TAs the phased lifting of lockdown restrictions spreads from state to state, the economy is coming back to life with a bang. Businesses rehired workers at a record pace in May, expanding payrolls by an eye-opening 2.5 million. That was a shocking surprise to economists who widely believed that the 23 million job losses in March and April would be followed by another monthly decline in May. They received another shock when retailers reported a record 17.7 percent jump in sales for the same month, more than double the expectation on Wall Street. To put this in context; the previous record increase for a month was 6.7 percent back in October 2001.
Some believe that the vigorous rebound in these key economic reports means that the economy is off to the races, leaving unpleasant memories of the Covid-19 recession in the dust. To them, a V-shaped recovery in which the economy swiftly regains all the huge losses suffered during second quarter is firmly underway. As tempting as that prospect seems at the moment, we remain highly skeptical that it will play out as hoped. Forget for the moment that one-month does not make a trend.
The more important caveat is that these outsized gains are coming off extremely low bases, thanks to the breathtaking plunge in economic activity that took place in previous months. A better way to gauge the rebound in jobs and retail sales is to see where they stand relative to where they were prior to the pandemic. In both cases, there is still a huge mountain to climb. For example, if the 2.5 million increase in payrolls were to repeated month after month, it would still take close to a year to regain all of the loss seen in March and April. Likewise for retail sales, which remains a full 8.0 percent below the pre-crisis level in February.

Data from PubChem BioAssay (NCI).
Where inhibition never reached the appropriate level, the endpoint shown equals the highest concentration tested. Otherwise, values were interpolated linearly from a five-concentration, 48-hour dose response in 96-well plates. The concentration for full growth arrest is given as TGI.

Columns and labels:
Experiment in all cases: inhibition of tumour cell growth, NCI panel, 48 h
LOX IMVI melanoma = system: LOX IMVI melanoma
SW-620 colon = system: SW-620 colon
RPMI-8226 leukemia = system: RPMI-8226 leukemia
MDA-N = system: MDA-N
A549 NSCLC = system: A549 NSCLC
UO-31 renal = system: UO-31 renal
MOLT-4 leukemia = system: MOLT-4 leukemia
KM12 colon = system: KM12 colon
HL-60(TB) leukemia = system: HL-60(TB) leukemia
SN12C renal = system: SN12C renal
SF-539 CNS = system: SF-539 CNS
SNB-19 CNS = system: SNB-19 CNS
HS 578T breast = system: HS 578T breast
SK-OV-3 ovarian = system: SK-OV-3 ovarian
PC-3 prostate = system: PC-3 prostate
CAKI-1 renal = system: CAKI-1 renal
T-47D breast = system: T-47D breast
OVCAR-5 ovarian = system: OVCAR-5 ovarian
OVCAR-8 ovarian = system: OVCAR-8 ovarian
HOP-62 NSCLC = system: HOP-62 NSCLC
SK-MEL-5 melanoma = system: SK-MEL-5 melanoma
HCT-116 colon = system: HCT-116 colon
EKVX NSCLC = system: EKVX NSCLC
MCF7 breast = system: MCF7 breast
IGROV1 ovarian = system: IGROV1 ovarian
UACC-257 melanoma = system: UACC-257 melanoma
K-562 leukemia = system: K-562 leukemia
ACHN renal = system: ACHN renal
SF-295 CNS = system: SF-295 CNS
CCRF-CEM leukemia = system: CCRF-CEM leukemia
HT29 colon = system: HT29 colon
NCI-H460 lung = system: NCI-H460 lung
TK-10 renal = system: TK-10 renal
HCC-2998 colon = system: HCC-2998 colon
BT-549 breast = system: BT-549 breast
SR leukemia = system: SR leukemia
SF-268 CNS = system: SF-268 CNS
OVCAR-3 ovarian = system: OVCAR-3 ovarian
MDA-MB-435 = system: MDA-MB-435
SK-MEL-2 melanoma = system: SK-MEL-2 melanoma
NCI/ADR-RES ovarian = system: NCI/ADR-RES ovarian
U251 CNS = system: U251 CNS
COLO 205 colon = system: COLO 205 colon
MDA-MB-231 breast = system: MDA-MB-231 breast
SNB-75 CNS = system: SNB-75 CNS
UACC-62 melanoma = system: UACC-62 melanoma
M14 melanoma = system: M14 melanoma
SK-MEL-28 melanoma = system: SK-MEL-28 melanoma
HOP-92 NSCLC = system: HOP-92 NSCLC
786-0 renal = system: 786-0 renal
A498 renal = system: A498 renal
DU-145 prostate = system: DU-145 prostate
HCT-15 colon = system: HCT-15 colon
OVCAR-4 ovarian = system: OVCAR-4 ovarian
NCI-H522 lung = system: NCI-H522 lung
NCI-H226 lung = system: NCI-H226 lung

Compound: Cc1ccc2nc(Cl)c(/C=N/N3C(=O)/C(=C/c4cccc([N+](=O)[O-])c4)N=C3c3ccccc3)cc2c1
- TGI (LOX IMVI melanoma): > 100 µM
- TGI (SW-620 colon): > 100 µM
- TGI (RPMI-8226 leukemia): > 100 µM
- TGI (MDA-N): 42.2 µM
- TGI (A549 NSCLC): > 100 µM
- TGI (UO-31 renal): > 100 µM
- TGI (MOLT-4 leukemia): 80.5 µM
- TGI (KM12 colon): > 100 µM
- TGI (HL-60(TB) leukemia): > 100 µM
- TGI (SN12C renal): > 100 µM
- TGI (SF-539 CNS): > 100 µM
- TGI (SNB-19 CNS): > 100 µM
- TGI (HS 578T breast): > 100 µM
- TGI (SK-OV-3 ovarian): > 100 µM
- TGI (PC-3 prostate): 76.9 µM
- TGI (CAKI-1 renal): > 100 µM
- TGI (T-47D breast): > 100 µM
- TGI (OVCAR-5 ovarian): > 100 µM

The Easy Part is Now
Put another way, the initial stage of a recovery is always the easy lifting part. It also generates the most optimism because the rebound in economic activity is usually the strongest, leading many to expect the gains to continue at the same rate. That’s rarely the case. In the current instance, two forces – one that typically occurs early in an upturn and another that is unique to this cycle – powered the initial spurt in activity. Even the typical catalyst was unusual in certain respects.
Typically the economy gets a healthy early boost from the unleashing of pent-up demand. Depending on the depth and length of the recession, households postpone nonessential spending during downturns, due either to a lost job or the fear of losing one. They will continue to prioritize essential expenses – food, rent, mortgage payments and medical services, for example – but postpone discretionary purchases on such things as a motor vehicle, TV or other appliances as well as recreational services, creating a pent-up demand for these items. Instead, the monies not spent goes into savings accounts, ready to be unleashed when the recession ends.